Taiwan's government and Canada-based Northland Power have major ambitions for offshore wind as the global race to fight climate change picks up pace.


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The Taiwanese government last year doubled its previously stated plans for the next stage of its offshore wind buildout, with a goal to add 10 gigawatts of extra capacity from 2026 to 2035. That would take Taiwan’s overall sea-based wind fleet to 15.5GW.

Northland Power's Hai Long project in the Taiwan Strait will play a role in Taiwan's offshore wind expansion and will be developed across various grid allocations. When completed, the huge Hai Long project will total 1.044GW.

"By end of 2021, Taiwan will be the largest offshore wind market in Asia excluding (Mainland) China. This is the result of strong government support and planning for offshore wind since 2015," Robert Liew, a principal analyst with Wood Mackenzie, told Upstream.

Asia offshore wind ramps up

Taiwan held two rounds of offshore wind allocation in 2018 to award seven companies a total 5.5GW capacity for its first stage of large-scale development between 2019 and 2025.

But Mainland China is leading the way as Asia’s largest offshore wind market today, with the strongest pipeline of future projects.

"We expect Asia Pacific to add almost 70GW of new offshore wind capacity by 2030. (Mainland) China will take the largest share with at least 45GW of new capacity and Taiwan could add close to 10GW," Liew said.

Hai Long plans move forward

Owners of Taiwan's Hai Long project include independent power producer Northland Power with a 60% stake, and Asian players Yushan Energy and Mitsui, each holding 20%.

They have joined forces to develop the Hai Long 2 and 3 wind farms in zones 18 and 19 offshore Changhua.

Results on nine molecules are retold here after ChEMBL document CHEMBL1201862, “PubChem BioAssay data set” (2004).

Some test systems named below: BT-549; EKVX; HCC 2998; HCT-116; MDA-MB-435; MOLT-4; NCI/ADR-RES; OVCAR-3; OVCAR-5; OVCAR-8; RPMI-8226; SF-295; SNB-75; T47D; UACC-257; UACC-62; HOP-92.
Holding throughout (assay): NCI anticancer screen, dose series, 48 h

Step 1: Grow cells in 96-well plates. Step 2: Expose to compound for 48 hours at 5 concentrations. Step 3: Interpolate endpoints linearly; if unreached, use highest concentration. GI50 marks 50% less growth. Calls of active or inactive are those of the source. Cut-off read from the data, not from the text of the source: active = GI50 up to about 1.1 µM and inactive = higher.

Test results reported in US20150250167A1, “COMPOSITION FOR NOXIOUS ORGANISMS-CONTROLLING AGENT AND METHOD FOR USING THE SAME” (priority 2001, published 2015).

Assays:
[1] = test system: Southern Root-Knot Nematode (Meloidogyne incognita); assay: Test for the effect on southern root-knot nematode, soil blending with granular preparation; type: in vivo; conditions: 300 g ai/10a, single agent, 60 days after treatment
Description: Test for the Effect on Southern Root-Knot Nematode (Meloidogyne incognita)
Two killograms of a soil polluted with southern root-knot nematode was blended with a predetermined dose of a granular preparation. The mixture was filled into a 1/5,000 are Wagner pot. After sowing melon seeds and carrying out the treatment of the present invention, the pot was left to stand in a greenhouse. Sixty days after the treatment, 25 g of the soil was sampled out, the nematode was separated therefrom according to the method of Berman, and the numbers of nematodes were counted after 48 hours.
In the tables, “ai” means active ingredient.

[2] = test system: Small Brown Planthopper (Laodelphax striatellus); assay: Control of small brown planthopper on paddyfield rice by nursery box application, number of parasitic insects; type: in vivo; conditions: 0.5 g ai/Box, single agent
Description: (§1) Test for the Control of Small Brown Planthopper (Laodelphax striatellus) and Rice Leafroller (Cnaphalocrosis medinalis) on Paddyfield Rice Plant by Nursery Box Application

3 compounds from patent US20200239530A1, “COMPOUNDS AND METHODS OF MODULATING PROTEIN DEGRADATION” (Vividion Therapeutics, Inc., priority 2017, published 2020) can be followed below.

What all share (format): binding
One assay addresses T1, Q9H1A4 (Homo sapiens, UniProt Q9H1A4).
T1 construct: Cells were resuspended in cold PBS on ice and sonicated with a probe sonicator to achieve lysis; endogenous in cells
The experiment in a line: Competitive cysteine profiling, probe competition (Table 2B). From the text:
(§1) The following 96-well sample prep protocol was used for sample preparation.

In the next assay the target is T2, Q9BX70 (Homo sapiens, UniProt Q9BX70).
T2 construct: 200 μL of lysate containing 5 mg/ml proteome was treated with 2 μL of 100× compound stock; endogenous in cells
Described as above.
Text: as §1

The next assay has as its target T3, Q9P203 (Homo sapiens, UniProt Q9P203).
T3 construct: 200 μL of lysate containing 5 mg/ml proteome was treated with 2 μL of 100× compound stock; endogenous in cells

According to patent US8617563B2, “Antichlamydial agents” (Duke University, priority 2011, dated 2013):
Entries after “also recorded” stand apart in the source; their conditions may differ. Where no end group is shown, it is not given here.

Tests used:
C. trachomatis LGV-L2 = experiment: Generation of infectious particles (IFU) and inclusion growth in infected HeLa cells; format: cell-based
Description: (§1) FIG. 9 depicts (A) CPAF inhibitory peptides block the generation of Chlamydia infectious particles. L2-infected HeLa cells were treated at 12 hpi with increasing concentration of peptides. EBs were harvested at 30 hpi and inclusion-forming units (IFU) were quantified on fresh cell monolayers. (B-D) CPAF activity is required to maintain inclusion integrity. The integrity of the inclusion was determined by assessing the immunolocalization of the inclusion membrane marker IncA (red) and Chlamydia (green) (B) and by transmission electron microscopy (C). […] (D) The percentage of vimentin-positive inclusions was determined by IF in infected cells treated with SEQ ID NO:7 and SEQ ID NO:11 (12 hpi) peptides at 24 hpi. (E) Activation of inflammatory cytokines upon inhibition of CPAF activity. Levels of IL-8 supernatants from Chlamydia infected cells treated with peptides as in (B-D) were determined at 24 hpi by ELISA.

The project's most recent tender involving offshore substations is said to be destined for Hai Long 2 and 3 stages, a project watcher told Upstream.

"The development of Hai Long 2 & 3 is progressing well," a Northland Power spokesperson said in an email reply to Upstream queries. "Project commissioning is expected by the end of 2025 and 2026 with (final investment decision) in the course of 2022."

Hai Long 2A will have a capacity of 300 megawatts, Hai Long 2B will have 232MW and Hai Long 3 an additional 512MW, according to the company’s website.

In addition to the ongoing Hai Long development, Northland said it is continuing to develop other offshore wind projects including the Chiba project in Japan and the Dado Ocean project in South Korea, and it has announced early stage works for Round 3 projects in Taiwan.

Key Hai Long contract in place

For the Hai Long project, offshore contractors recently submitted a new round of bids for engineering, procurement and construction of two offshore wind substations.

Previously, Belgian contractor DEME’s Taiwanese unit in 2019 signed a contract that involves engineering, procurement, construction and installation of foundations, cabling, transportation, and installation of turbines at Northland Power’s Hai Long 2&3 wind project offshore Taiwan.

DEME signed the so-called balance of plant preferred supplier agreement through CSBC DEME Wind Engineering (CDWE), which is a joint venture between Taiwanese shipbuilder CSBC Corporation and DEME Offshore.

DEME earlier said it will start offshore installation of Hai Long 2&3 in 2023.

(Upstream's Americas bureau chief Jennifer Presley in Houston contributed to this article.)